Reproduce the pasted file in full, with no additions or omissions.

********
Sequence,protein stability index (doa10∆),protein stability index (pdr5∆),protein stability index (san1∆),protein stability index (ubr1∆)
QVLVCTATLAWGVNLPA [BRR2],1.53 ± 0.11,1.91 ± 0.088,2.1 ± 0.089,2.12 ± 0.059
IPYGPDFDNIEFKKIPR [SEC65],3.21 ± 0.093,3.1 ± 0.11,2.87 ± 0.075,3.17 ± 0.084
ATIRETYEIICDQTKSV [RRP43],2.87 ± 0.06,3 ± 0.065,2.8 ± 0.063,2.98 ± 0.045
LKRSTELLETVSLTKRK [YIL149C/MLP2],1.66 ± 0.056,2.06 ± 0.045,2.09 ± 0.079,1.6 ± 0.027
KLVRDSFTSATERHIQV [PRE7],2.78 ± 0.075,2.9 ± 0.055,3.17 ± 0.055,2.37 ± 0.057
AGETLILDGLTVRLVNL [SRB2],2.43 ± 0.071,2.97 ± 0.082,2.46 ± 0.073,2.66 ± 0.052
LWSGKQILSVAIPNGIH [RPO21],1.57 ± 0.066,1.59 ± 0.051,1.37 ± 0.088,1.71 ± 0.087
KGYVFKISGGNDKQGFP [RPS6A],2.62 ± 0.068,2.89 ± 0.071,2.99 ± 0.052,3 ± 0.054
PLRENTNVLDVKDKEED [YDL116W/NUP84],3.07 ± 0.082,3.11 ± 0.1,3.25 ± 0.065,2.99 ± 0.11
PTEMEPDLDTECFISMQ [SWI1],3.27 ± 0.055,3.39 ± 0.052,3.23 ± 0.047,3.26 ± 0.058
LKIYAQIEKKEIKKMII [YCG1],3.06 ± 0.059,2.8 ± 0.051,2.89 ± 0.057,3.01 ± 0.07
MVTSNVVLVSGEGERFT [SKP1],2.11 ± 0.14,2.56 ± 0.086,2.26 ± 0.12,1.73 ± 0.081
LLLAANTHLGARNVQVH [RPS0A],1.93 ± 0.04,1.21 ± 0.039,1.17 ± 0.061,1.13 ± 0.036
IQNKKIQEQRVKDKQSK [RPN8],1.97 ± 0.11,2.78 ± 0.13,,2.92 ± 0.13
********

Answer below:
Sequence,protein stability index (doa10∆),protein stability index (pdr5∆),protein stability index (san1∆),protein stability index (ubr1∆)
QVLVCTATLAWGVNLPA [BRR2],1.53 ± 0.11,1.91 ± 0.088,2.1 ± 0.089,2.12 ± 0.059
IPYGPDFDNIEFKKIPR [SEC65],3.21 ± 0.093,3.1 ± 0.11,2.87 ± 0.075,3.17 ± 0.084
ATIRETYEIICDQTKSV [RRP43],2.87 ± 0.06,3 ± 0.065,2.8 ± 0.063,2.98 ± 0.045
LKRSTELLETVSLTKRK [YIL149C/MLP2],1.66 ± 0.056,2.06 ± 0.045,2.09 ± 0.079,1.6 ± 0.027
KLVRDSFTSATERHIQV [PRE7],2.78 ± 0.075,2.9 ± 0.055,3.17 ± 0.055,2.37 ± 0.057
AGETLILDGLTVRLVNL [SRB2],2.43 ± 0.071,2.97 ± 0.082,2.46 ± 0.073,2.66 ± 0.052
LWSGKQILSVAIPNGIH [RPO21],1.57 ± 0.066,1.59 ± 0.051,1.37 ± 0.088,1.71 ± 0.087
KGYVFKISGGNDKQGFP [RPS6A],2.62 ± 0.068,2.89 ± 0.071,2.99 ± 0.052,3 ± 0.054
PLRENTNVLDVKDKEED [YDL116W/NUP84],3.07 ± 0.082,3.11 ± 0.1,3.25 ± 0.065,2.99 ± 0.11
PTEMEPDLDTECFISMQ [SWI1],3.27 ± 0.055,3.39 ± 0.052,3.23 ± 0.047,3.26 ± 0.058
LKIYAQIEKKEIKKMII [YCG1],3.06 ± 0.059,2.8 ± 0.051,2.89 ± 0.057,3.01 ± 0.07
MVTSNVVLVSGEGERFT [SKP1],2.11 ± 0.14,2.56 ± 0.086,2.26 ± 0.12,1.73 ± 0.081
LLLAANTHLGARNVQVH [RPS0A],1.93 ± 0.04,1.21 ± 0.039,1.17 ± 0.061,1.13 ± 0.036
IQNKKIQEQRVKDKQSK [RPN8],1.97 ± 0.11,2.78 ± 0.13,,2.92 ± 0.13